Overall, the shape of the higher education field and higher education economics are changing with digitization and technology. Institutions are facing economic changes, and they need to respond to these to remain competitive. Technology can help them adapt while supporting new models that provide growth and competitiveness.

For more insight on digital leaders, check out the SAP Center for Business Insight report, conducted in collaboration with Oxford Economics, “SAP Digital Transformation Executive Study: 4 Ways Leaders Set Themselves Apart.”

Internet of Things – Digitalist Magazine

When Developing Your Internet Of Things Strategy, Prioritize Privacy And Security

Former Cisco CEO John Chambers famously predicted that there would be 50 billion connected devices by 2020. Thanks to the Internet of Things (IoT), his forecast may soon become reality.

Things such as appliances, cars, medical devices, street lights, wearable technologies, industrial machinery, military equipment, and logistics systems are beginning to share huge volumes of information. Organizations that collect, store, and analyze this data can increase efficiency, cut costs, and make smarter decisions.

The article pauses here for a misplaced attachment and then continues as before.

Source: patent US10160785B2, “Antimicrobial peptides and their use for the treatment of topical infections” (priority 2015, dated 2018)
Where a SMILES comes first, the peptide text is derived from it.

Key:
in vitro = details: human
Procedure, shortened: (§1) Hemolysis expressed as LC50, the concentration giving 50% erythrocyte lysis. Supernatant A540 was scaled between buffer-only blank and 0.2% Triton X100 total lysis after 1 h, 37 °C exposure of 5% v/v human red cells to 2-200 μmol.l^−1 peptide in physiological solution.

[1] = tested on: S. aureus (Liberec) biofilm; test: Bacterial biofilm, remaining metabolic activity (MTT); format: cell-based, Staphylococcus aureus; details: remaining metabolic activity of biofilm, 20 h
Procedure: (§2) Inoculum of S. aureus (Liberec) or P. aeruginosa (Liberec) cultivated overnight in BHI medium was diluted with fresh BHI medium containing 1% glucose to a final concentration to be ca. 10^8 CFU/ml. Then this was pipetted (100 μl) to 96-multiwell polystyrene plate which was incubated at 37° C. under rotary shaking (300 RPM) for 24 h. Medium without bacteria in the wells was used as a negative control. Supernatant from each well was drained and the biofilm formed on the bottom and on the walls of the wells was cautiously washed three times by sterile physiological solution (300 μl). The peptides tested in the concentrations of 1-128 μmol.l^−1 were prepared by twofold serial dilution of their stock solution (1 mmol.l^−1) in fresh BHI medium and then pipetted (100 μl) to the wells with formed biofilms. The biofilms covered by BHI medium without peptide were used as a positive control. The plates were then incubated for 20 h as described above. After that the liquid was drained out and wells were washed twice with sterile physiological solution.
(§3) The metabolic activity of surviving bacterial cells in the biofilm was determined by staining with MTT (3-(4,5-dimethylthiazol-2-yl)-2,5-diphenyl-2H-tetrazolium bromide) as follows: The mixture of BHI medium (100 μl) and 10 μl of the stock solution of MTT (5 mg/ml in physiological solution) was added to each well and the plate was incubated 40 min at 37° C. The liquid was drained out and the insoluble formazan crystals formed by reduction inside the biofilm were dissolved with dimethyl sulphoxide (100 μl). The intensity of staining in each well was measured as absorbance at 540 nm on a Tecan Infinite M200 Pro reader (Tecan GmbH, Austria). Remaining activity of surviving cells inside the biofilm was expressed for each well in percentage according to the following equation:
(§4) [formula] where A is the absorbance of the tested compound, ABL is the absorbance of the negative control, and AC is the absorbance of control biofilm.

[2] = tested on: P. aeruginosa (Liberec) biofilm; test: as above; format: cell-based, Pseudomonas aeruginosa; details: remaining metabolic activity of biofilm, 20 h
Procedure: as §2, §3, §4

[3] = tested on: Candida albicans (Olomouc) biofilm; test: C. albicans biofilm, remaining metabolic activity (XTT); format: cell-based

Despite this rapid growth, however, IoT technologies are still in their infancy. Consumer devices have drawn the most attention so far, but it’s likely that IoT will have more widespread applicability in business applications.

That’s why executives who want to gain value from IoT technologies need to make hard decisions about this dynamic, maturing technology. Among the most important concerns are privacy and security. To stay compliant with regulatory mandates and to create trusted relationships with customers, companies must protect and secure data.

Protecting data assets – and your reputation

Thinking about what’s possible with IoT is not enough. You must also consider what’s responsible in your data practices.